Women with diabetes have higher breast cancer incidence and mortality. The purpose of this study was to examine the impact of diabetes on stage at breast cancer diagnosis, as a possible reason for their higher mortality. Using population-based health databases from Ontario, Canada, this retrospective cohort study examined stage at diagnosis (II, III, or IV vs I) among women aged 20–105 years who were newly diagnosed with invasive breast cancer between 2007 and 2012. We compared those with diabetes to those without diabetes. Diabetes was defined based on medical records using a validated algorithm. Among 38,407 women with breast cancer, 6115 (15.9 %) women had diabetes. Breast cancer patients with diabetes were significantly more likely to present with advanced-stage breast cancer than those without diabetes. After adjustment for mammograms and other covariates, diabetes was associated with a significantly increased risk of Stage II [adjusted odds ratio (aOR) 1.14, 95 % confidence interval (CI) 1.07, 1.22], Stage III (aOR 1.21, 95 % CI 1.11, 1.33), and Stage IV (aOR 1.16, 95 % CI 1.01, 1.33) versus Stage I breast cancer. Women with diabetes had a higher risk of lymph node metastases (aOR 1.16, 95 % CI 1.06, 1.27) and tumors with size over 2 cm (aOR 1.16, 95 % CI 1.06, 1.28). Diabetes was associated with more advanced-stage breast cancer, even after accounting for differences in screening mammogram use and other factors. Our findings suggest that diabetes may predispose to more aggressive breast cancer, which may be a contributor to their higher cancer mortality.
Diabetes Breast cancer Stage at diagnosis Administrative databases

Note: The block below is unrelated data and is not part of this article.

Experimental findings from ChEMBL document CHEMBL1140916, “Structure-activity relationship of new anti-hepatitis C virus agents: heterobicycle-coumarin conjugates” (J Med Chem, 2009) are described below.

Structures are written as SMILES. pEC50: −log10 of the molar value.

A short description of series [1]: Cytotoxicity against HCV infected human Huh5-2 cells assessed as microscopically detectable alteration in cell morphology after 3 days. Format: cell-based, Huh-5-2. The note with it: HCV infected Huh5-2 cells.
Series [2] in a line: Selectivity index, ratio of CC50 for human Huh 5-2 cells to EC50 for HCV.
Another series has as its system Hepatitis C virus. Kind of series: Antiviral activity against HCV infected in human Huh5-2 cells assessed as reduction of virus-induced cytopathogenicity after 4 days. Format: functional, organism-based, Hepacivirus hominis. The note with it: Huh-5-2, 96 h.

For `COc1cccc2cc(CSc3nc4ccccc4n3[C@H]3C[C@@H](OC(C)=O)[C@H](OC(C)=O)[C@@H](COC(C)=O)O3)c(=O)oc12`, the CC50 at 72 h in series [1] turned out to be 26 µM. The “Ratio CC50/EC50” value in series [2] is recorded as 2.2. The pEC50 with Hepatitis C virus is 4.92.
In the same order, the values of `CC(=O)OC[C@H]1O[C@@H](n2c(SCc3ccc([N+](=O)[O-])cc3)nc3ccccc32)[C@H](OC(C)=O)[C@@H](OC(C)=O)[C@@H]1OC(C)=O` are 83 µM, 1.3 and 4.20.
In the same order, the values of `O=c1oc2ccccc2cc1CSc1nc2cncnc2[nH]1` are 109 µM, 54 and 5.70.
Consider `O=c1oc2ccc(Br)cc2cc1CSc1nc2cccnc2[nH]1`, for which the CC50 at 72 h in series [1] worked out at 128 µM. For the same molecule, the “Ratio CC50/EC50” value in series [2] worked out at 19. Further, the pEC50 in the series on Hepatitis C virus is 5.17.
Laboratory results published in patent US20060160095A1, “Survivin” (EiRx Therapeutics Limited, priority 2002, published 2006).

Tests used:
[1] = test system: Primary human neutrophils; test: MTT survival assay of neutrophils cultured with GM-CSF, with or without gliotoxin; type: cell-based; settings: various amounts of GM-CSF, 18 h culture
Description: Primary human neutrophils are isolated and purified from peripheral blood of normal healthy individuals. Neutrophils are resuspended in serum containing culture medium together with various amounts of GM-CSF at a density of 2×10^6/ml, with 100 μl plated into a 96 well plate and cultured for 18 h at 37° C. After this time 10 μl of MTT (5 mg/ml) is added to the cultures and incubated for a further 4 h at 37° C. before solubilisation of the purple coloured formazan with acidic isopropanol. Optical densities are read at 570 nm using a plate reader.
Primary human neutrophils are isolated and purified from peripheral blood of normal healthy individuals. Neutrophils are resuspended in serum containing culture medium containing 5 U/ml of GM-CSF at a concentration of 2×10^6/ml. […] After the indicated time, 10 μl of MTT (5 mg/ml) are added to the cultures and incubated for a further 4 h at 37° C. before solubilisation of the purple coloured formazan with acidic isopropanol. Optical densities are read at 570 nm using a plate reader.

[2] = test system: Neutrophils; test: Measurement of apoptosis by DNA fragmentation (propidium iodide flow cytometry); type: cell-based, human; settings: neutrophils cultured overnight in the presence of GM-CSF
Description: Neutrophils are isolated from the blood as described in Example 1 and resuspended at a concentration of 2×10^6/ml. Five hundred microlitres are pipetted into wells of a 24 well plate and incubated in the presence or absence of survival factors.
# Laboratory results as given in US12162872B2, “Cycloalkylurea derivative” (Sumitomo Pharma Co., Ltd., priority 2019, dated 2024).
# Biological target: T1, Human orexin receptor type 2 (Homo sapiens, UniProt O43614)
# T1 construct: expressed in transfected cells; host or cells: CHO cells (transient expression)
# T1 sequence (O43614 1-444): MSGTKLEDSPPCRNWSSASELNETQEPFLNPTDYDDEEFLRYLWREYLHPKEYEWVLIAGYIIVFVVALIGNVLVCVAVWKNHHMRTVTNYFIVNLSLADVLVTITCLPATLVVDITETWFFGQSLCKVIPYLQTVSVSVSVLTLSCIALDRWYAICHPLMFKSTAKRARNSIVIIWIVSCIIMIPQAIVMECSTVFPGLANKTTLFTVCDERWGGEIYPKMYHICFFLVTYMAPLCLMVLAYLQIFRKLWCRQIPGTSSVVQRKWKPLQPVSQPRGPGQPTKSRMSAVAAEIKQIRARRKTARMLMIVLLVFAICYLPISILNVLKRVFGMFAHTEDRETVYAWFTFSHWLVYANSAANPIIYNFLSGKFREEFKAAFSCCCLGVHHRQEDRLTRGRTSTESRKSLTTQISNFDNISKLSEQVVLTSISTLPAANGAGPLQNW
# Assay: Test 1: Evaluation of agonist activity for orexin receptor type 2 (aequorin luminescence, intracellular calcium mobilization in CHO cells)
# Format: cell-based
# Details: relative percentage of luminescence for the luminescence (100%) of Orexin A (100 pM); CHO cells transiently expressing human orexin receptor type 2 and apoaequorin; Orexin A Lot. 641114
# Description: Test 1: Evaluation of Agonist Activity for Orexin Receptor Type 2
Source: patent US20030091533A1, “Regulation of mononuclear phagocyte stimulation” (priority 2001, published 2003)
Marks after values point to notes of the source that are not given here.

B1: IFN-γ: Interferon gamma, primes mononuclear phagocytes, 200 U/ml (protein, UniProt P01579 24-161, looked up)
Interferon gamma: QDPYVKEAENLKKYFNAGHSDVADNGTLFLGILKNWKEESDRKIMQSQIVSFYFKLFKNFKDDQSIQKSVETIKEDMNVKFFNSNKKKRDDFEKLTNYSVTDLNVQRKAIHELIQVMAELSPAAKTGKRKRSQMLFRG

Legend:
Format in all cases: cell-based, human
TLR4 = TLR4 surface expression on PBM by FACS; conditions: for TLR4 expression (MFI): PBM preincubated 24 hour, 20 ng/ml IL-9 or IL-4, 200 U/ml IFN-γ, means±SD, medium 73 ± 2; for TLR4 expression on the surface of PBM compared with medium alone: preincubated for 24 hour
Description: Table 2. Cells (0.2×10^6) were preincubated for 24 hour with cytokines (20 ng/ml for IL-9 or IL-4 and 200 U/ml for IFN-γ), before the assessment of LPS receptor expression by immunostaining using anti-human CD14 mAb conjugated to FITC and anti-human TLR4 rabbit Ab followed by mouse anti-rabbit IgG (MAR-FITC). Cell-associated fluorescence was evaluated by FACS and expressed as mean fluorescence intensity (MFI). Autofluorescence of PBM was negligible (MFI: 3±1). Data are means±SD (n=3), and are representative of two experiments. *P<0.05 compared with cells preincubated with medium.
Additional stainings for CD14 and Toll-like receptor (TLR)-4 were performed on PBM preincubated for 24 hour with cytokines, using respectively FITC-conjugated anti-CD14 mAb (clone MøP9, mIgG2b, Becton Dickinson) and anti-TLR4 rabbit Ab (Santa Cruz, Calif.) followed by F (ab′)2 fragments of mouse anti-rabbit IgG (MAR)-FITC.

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Dr. Lipscombe is supported by a Canadian Institutes of Health Research (CIHR) New Investigator Award. Dr. Peter Austin is supported in part by a Career Investigator award from the Heart and Stroke Foundation. This study was conducted with the support from a CIHR operating Grant (MOP#123263), and from the Ontario Institute for Cancer Research and Cancer Care Ontario. This study was supported by the Institute for Clinical Evaluative Sciences (ICES), which is funded by an annual Grant from the Ontario Ministry of Health and Long-Term Care (MOHLTC). The design and conduct of the study; collection, management, analysis, and interpretation of the data; and preparation, review, or approval of the manuscript were the responsibilities of the authors. No endorsement by ICES or the Ontario MOHLTC is intended or should be inferred. Parts of this material are based on data and information provided by Cancer Care Ontario. However, the analysis, conclusions, opinions and statements expressed herein are those of the authors and not necessarily those of Cancer Care Ontario. Dr. Lipscombe had full access to all of the data in the study and takes responsibility for the integrity of the data and the accuracy of the data analysis. The authors would like to thank Lauren McNicol, MA, Women’s College Research Institute, for help with manuscript preparation.
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